Old Saint Peter's Church, Strasbourg

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Façade of Catholic church
Entrance to Protestant church

The Church of Old Saint Peters (French: Église Saint-Pierre le Vieux) is a by simultaneum Catholic and Lutheran church building in Strasbourg, Alsace is first mentioned in 1130.[1]

In the Middle Ages it was one of Diocese of Strasbourg's nine parish churches.

On 22 May 1398 the Chapter of the Abbey of Honau, which had been in Rhinau since 1290, moved to Old St Peter's because of flooding in Rhinau; the Chapter stayed there until 1529, conducting its services in the choir, while the parish occupied the nave. When the Catholic rite was restored in 1683, the Chapter returned to the Church and stayed there until 1790, when it was wound up. [2] [3]

On 20 February 1529, when Strasbourg openly joined the Reformation and suspended the practice of the mass, the Church became Lutheran. [4] Martin Bucer and the other Strasbourg reformers had campaigned for several years to have Protestant services in all of Strasbourg's churches, but in 1525 the city council had voted to retain the mass in several churches, including Old St Peter's.

In 1535, in the context of the Reform, a Latin school, or 'Middle school' was opened at Old Saint Peters.[5]

In 1683, two years after the annexation of Strasbourg by France, Louis XIV ordered that part of the Church be returned to the Catholics and that a wall be constructed inside the church by the rood screen, to restrict the Protestant services to the Nave, it was not until 2012 that a door was opened in this dividing wall.[6]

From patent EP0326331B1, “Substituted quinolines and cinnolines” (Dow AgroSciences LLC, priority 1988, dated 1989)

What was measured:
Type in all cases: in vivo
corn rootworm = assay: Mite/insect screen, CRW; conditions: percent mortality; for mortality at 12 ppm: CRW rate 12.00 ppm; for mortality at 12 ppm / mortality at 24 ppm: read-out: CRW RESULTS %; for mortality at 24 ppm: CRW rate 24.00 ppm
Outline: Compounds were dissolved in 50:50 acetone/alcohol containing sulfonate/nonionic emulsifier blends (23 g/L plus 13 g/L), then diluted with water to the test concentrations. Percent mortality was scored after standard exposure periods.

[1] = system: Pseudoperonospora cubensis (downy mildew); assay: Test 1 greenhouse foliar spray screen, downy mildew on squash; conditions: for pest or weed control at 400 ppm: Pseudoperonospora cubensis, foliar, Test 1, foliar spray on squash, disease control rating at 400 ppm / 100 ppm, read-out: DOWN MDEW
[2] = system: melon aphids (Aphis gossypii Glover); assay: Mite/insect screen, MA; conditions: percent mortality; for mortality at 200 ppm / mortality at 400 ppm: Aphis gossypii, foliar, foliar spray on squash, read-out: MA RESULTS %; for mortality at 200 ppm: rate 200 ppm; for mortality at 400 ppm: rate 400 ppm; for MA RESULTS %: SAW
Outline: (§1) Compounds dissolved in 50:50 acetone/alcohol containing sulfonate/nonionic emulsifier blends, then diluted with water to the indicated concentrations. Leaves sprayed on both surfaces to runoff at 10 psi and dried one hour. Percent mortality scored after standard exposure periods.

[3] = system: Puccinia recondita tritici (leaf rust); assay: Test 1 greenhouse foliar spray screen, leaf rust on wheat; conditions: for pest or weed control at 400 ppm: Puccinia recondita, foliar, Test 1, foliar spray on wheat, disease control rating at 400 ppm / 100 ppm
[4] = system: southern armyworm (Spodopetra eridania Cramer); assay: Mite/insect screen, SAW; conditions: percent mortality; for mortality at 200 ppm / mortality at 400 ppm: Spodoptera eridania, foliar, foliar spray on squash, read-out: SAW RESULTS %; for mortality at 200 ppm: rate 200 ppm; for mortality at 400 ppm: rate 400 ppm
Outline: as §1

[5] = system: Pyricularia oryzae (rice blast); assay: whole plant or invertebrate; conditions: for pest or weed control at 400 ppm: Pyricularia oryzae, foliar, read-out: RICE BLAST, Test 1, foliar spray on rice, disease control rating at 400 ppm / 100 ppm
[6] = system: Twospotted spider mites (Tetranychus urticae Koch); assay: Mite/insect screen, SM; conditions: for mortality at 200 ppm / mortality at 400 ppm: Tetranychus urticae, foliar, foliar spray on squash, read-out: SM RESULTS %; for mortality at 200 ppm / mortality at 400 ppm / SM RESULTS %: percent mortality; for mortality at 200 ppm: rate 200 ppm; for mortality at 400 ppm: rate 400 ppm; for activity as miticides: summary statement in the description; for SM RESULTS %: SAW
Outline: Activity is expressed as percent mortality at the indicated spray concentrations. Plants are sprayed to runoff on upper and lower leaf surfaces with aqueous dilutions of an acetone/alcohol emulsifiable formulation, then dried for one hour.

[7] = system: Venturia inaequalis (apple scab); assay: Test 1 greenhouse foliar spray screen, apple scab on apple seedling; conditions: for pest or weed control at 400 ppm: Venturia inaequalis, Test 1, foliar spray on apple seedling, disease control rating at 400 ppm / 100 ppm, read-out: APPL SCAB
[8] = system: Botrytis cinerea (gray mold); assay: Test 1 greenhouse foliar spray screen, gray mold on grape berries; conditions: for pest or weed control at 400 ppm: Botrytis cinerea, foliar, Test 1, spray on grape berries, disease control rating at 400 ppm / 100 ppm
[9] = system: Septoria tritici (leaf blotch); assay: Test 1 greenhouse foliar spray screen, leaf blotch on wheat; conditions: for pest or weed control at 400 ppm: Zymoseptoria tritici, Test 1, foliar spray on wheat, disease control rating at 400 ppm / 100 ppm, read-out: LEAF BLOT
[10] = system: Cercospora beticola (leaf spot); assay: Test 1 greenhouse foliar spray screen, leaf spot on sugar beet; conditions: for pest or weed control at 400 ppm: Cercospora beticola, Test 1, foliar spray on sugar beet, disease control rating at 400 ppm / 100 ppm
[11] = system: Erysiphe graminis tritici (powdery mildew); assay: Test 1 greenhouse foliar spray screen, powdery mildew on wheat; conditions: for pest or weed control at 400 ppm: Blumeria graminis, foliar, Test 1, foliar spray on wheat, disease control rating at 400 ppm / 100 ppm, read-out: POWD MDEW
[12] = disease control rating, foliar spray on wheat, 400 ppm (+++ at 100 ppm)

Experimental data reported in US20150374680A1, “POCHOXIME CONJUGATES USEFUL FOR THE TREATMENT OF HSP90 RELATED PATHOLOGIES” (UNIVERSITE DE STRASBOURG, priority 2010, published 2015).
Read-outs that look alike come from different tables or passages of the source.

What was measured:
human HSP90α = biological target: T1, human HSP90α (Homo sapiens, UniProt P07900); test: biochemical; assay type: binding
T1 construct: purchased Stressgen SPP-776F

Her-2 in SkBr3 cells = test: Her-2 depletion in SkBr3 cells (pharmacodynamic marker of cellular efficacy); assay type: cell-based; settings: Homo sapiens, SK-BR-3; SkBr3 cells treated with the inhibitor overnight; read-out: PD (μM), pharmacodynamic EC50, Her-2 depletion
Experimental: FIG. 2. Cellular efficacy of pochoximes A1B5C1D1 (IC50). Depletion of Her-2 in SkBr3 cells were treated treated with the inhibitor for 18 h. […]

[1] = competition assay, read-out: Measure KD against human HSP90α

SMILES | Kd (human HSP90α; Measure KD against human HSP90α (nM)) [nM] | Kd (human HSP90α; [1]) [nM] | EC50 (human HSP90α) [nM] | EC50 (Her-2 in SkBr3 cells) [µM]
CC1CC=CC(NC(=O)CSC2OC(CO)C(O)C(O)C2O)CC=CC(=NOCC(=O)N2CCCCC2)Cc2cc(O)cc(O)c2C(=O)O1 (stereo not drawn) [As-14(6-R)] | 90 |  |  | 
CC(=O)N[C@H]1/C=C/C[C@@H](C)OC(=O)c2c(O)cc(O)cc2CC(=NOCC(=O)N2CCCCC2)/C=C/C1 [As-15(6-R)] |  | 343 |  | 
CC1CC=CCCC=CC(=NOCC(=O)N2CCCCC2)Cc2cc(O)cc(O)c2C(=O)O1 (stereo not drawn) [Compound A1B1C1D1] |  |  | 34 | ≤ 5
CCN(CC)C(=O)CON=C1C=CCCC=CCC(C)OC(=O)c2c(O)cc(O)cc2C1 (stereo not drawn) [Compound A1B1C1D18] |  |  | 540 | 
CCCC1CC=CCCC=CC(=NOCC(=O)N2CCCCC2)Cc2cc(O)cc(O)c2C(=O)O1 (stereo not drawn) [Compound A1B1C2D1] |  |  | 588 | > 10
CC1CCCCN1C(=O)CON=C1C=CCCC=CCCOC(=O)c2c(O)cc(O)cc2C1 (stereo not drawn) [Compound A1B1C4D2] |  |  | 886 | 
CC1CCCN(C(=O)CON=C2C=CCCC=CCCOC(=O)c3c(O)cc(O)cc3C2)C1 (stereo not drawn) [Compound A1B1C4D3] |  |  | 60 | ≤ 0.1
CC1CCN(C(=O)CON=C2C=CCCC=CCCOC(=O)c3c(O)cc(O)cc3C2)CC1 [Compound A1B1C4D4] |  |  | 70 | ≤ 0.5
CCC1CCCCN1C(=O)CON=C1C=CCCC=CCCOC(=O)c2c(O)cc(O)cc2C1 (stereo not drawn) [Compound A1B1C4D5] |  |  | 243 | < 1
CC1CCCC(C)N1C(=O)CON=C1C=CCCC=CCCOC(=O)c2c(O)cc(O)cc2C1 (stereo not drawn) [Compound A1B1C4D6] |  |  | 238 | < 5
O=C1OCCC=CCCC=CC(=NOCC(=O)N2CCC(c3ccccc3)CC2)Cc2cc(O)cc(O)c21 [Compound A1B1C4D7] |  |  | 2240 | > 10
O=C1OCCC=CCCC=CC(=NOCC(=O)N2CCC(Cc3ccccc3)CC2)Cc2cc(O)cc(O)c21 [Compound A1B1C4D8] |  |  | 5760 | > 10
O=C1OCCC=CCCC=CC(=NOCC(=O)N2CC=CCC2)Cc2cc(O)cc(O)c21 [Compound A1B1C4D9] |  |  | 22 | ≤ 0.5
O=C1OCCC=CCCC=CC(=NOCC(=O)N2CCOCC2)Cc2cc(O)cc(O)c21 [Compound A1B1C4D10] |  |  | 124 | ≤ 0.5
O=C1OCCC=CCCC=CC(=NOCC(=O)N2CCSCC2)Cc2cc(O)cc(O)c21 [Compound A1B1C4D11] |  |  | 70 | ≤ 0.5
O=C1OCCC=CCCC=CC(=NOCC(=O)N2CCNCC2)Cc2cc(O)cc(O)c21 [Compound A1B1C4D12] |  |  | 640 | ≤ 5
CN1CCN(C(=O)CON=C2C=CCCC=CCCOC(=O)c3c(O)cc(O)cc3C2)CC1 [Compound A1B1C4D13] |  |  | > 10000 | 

In the 19th century, the Catholic part of the Church was extended; the extension was designed by the architect Conrath and opened in 1867. The 1762 pipe organ of the Catholic part was moved to the Church of Saint Maurice in Soultz-les-Bains in 1865.

The Catholic Church contains relics of Brigit of Kildare as well as a number of important works of art classified as Monuments historiques such as the "Passion of Christ", a series of ten Gothic paintings by Heinrich (or Henri) Lutzelmann (1485),[7] the "Scenes from the Life of St Peter" an (incomplete) series of four wooden early Renaissance or late Gothic reliefs made around 1500[8] and a series of four 1504 paintings depicting "Scenes of the Life of Christ after the Resurrection".[9]

The Lutheran part of the church, presently owned and used by a congregation within the Protestant Church of Augsburg Confession of Alsace and Lorraine, also features some notable works of art, among which the wooden Renaissance relief "Holy Family" (1520s) by Hans Wydyz, classified as a Monument historique.[10]


External links[edit]

Media related to Églises St Pierre le Vieux (Strasbourg) at Wikimedia Commons


  1. ^ 10 place Saint Pierre Le Vieux. Archi-Strasbourg. Retrieved 2013-11-12.
  2. ^ Théodore-François-Xavier Hunkler (1837). Histoire des saints d’Alsace. Levrault. Retrieved 2013-11-13.
  3. ^ Théodore-François-Xavier Hunkler (1837). Chapitre de la collégiale Saint-Pierre-le-Vieux. Strasbourg. Bibliothèque Nationale de France. Retrieved 2013-11-13.
  4. ^ Martin Greschat (2004). Martin Bucer: A Reformer and His Times. Westminster John Knox Press. Retrieved 2013-11-13.
  5. ^ René Bornert (1981). La réforme protestante du culte à Strasbourg au XVIe siècle: (1523-1598). Approche sociologique et interprétation théologique. Brill Archive. Retrieved 2013-11-13.
  6. ^ Etats généraux du christianisme : la porte de l'oecuménisme s'est ouverte à Strasbourg. La Vie. 2012-11-10. Retrieved 2013-11-12.
  7. ^ Cycle de la Passion du Christ on the Palissy database of the French Ministry of Culture ‹See Tfd›(in French)
  8. ^ Scènes de la vie de Saint-Pierre on the Palissy database of the French Ministry of Culture ‹See Tfd›(in French)
  9. ^ Scènes de la vie du Christ après la Résurrection on the Palissy database of the French Ministry of Culture ‹See Tfd›(in French)
  10. ^ La Sainte Parenté on the Palissy database of the French Ministry of Culture ‹See Tfd›(in French)

Coordinates: 48°34′58″N 7°44′24″E / 48.58278°N 7.74000°E / 48.58278; 7.74000